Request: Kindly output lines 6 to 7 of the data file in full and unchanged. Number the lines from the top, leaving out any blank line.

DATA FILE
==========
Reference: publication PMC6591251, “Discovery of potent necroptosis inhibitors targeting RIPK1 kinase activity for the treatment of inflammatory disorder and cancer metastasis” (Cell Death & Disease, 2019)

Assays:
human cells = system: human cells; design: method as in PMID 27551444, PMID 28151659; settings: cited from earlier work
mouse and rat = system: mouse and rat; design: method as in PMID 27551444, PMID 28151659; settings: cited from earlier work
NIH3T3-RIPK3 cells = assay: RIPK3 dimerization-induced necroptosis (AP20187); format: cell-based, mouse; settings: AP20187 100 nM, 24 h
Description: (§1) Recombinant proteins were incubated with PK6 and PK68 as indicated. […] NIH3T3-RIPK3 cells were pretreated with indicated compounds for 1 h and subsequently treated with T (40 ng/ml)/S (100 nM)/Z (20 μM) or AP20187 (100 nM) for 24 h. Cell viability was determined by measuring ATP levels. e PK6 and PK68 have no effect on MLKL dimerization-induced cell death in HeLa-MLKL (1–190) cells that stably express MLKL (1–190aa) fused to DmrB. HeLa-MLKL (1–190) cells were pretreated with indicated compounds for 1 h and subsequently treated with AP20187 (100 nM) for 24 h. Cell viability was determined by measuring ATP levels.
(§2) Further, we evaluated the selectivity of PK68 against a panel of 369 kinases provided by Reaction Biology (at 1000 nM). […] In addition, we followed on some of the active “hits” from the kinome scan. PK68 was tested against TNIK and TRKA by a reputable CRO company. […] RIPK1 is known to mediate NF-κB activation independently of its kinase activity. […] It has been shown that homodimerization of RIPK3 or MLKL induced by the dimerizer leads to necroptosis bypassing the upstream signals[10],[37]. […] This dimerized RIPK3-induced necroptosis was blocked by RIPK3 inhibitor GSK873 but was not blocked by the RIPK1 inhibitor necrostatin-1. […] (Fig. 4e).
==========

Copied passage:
Description: (§1) Recombinant proteins were incubated with PK6 and PK68 as indicated. […] NIH3T3-RIPK3 cells were pretreated with indicated compounds for 1 h and subsequently treated with T (40 ng/ml)/S (100 nM)/Z (20 μM) or AP20187 (100 nM) for 24 h. Cell viability was determined by measuring ATP levels. e PK6 and PK68 have no effect on MLKL dimerization-induced cell death in HeLa-MLKL (1–190) cells that stably express MLKL (1–190aa) fused to DmrB. HeLa-MLKL (1–190) cells were pretreated with indicated compounds for 1 h and subsequently treated with AP20187 (100 nM) for 24 h. Cell viability was determined by measuring ATP levels.
(§2) Further, we evaluated the selectivity of PK68 against a panel of 369 kinases provided by Reaction Biology (at 1000 nM). […] In addition, we followed on some of the active “hits” from the kinome scan. PK68 was tested against TNIK and TRKA by a reputable CRO company. […] RIPK1 is known to mediate NF-κB activation independently of its kinase activity. […] It has been shown that homodimerization of RIPK3 or MLKL induced by the dimerizer leads to necroptosis bypassing the upstream signals[10],[37]. […] This dimerized RIPK3-induced necroptosis was blocked by RIPK3 inhibitor GSK873 but was not blocked by the RIPK1 inhibitor necrostatin-1. […] (Fig. 4e).